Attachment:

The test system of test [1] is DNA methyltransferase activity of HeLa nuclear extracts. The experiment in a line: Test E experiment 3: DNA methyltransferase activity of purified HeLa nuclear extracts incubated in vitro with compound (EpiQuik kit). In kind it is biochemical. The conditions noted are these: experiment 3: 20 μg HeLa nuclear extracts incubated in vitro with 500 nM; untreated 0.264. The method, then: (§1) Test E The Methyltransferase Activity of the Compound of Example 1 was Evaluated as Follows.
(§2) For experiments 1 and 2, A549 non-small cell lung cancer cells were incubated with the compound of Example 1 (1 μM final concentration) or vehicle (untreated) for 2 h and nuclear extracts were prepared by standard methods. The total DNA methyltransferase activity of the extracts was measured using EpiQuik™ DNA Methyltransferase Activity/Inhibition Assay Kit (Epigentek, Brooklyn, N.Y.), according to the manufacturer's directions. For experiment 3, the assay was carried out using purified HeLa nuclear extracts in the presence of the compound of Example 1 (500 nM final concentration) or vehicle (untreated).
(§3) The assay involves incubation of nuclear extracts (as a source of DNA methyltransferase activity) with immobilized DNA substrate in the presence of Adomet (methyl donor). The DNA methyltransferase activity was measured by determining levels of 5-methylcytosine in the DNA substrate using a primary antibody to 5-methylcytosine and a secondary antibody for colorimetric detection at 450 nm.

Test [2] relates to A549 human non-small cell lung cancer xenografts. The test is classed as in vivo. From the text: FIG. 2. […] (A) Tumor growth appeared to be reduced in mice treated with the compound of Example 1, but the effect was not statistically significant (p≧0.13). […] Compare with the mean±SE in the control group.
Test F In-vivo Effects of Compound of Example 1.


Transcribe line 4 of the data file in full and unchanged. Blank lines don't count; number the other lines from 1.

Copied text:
Test [2] relates to A549 human non-small cell lung cancer xenografts. The test is classed as in vivo. From the text: FIG. 2. […] (A) Tumor growth appeared to be reduced in mice treated with the compound of Example 1, but the effect was not statistically significant (p≧0.13). […] Compare with the mean±SE in the control group.